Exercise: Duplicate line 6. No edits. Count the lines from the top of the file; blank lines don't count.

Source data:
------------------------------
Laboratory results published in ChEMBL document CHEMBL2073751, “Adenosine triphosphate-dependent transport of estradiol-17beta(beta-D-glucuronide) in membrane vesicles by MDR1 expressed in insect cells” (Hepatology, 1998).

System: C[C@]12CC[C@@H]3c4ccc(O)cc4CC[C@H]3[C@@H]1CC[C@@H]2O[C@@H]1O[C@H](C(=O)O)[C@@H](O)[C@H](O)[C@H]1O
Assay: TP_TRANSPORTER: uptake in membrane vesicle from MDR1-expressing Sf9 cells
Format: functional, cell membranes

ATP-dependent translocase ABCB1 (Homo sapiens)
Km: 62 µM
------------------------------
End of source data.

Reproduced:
Km: 62 µM